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Fort Stewart, Hunter Army Airfield go through active shooter situations
safety drills
First responders headed for the Smith Army Education Center during one of the scenarios drawn up for the Fort Stewart incident response exercise. A similar mockup was held at Hunter Army Airfield. Photos by Pat Donahue

Vehicles blocked the streets. A fleet of ambulances waited nearby. Fire trucks were in position and officers from different agencies huddled at the back of a truck, going over the layout of the building in front of them.

People with visible wounds staggered out of the Paul Smith Education Center, and armed agents rushed inside.

It was all part of a training scenario for Fort Stewart and Hunter Army Airfield, as the installations tested their incident response procedures over two days last week.

“We’re able to run through some scenarios and incorporate our fire, our police, our criminal investigation, our EMS,” said Steven Hood, Fort Stewart’s deputy to the garrison commander. “It’s helping us learn how to protect the community, how to safeguard lives, most importantly and how to evacuate those who may be wounded.”

Post officials tested their response across the spectrum, from how to confront an active shooter who has taken hostages to how it notifies the public of what is happening, even with dealing with news media asking for access at the main gate. The installations also brought in agencies from outside their boundaries, working with Savannah law enforcement at Hunter Army Airfield’s exercise and with the Hinesville Police Department and the Liberty County Sheriff ’s Office.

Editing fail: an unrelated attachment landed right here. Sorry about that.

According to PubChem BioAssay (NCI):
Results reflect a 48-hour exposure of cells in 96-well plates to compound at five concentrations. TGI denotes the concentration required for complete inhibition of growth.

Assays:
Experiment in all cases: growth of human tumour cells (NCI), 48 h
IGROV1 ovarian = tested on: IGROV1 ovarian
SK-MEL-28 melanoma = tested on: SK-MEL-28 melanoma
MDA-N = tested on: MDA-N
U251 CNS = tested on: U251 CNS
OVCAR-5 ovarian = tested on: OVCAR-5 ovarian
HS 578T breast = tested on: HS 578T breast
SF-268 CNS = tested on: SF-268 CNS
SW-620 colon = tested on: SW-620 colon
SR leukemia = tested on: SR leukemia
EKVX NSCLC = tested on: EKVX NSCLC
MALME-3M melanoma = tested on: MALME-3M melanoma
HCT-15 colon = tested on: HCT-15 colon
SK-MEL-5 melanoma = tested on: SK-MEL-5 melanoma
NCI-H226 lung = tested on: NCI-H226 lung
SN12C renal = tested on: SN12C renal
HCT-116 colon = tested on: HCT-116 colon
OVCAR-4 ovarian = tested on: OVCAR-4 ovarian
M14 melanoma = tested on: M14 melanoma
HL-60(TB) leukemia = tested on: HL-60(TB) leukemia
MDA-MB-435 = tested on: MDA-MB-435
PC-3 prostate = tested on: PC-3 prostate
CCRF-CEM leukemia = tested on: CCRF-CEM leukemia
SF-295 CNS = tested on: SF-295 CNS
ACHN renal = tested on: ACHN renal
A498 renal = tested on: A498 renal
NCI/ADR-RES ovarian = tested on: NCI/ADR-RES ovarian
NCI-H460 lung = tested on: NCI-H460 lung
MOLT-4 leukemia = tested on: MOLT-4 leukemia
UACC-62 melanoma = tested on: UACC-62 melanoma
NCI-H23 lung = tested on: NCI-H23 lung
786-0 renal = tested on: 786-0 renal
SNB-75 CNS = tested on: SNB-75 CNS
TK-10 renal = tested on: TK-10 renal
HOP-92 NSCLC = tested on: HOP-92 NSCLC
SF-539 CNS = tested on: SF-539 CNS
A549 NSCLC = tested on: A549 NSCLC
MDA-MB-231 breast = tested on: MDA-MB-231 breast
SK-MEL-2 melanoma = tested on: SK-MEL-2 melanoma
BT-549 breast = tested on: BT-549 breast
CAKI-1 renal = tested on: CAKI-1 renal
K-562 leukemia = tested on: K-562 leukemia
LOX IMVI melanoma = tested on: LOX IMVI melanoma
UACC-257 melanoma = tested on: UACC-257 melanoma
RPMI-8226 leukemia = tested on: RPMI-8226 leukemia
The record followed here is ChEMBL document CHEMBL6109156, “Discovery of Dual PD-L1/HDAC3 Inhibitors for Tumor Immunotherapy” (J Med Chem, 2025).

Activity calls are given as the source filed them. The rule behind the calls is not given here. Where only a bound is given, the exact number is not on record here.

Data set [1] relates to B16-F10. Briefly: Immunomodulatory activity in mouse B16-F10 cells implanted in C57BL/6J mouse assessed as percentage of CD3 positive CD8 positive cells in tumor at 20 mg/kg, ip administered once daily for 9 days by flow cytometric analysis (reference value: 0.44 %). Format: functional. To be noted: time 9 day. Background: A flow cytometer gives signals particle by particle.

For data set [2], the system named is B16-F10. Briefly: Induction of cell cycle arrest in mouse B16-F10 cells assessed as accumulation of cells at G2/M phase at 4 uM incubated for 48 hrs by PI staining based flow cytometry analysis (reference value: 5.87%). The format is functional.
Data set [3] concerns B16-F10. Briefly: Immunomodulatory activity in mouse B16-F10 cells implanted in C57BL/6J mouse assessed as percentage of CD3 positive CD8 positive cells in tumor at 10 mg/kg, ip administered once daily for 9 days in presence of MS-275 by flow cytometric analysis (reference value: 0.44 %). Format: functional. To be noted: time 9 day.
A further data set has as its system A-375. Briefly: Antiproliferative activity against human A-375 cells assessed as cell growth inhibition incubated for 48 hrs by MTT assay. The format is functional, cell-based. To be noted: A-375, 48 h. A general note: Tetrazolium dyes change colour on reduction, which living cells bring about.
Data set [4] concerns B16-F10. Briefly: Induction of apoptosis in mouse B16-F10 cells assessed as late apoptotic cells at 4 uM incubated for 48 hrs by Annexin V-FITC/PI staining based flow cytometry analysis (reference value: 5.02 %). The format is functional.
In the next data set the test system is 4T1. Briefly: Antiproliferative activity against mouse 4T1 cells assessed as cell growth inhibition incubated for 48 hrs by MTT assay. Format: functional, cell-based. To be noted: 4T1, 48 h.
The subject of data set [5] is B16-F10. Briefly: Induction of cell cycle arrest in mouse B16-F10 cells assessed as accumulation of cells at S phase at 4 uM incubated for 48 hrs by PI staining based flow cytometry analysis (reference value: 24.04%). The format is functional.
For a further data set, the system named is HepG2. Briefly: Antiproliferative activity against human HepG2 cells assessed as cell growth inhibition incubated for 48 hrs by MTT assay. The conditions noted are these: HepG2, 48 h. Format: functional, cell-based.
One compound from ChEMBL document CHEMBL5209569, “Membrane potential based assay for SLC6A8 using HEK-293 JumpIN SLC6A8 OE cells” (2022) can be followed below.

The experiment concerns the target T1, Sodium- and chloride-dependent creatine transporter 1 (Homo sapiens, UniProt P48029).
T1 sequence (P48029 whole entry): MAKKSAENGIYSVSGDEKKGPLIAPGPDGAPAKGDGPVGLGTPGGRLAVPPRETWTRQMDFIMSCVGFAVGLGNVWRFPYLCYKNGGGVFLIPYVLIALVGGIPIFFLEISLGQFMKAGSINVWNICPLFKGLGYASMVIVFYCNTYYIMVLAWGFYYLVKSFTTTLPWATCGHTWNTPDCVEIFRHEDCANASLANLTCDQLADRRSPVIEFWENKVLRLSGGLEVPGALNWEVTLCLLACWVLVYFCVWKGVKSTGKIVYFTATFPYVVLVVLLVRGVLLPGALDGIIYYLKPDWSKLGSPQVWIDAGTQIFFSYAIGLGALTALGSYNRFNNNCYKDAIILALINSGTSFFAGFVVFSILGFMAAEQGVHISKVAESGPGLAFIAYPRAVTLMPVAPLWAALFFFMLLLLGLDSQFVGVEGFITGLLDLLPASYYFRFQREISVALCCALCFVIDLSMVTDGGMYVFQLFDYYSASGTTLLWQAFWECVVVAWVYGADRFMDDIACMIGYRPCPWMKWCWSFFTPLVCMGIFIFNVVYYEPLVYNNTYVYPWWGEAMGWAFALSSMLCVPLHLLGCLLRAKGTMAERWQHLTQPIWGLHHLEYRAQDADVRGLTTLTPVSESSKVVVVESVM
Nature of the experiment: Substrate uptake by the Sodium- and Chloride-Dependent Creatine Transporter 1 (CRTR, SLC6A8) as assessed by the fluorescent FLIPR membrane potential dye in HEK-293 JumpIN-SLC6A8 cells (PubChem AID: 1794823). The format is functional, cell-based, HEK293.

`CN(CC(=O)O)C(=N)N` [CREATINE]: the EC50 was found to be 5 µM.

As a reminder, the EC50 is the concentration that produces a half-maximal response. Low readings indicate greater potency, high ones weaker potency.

“It’s also an opportunity to highlight the relationship we have with our local community,” Hood said. “It’s all in an effort to hone our skills, to learn how to work together, to learn how to communicate during times of tragedy or emergency situations.”

As the exercise progressed, there were also more levels of complexity added, leading to the Liberty County Sheriff ’s Office SWAT called in for a turn in the test.

“We’re one community here,” Hood added. “We can expect that symbiotic relationship to continue.”

On occasion, the exercise is carried out as a tabletop threat. Last week’s version was a large, more intensive run-through, including role players as walking wounded.

“We exercise to this magnitude a couple of times a year, sometimes three,” Hood said. “We get evaluated by external resources every two years. We’re keeping our skills sharp in preparation for that day we don’t want to see come.”

That day, such as an active shooter at a military installation, has happened elsewhere. And Fort Stewart officials want to be ready in case that happens at either or both posts.

“History tells us this can happen,” Hood acknowledged, “and we want to be prepared and practiced so that if that day comes, we can respond accordingly.”

The Paul Smith Education Center was home to much of last week’s training, and it provided a venue that lent itself to a number of different situations. Its hallways, classrooms and two floors brought in a number of variables for which responders had to take into account.

“We want these folks to get their reps. It adds realism,” Hood said. “We script them as much as possible but ultimately, they are going to ad lib and that creates a level of reaction we have to react to accordingly. We have to be fluid and react. That’s real world.”

A role player displays his “wounds” requiring treatment during a Fort Stewart incident response exercise.
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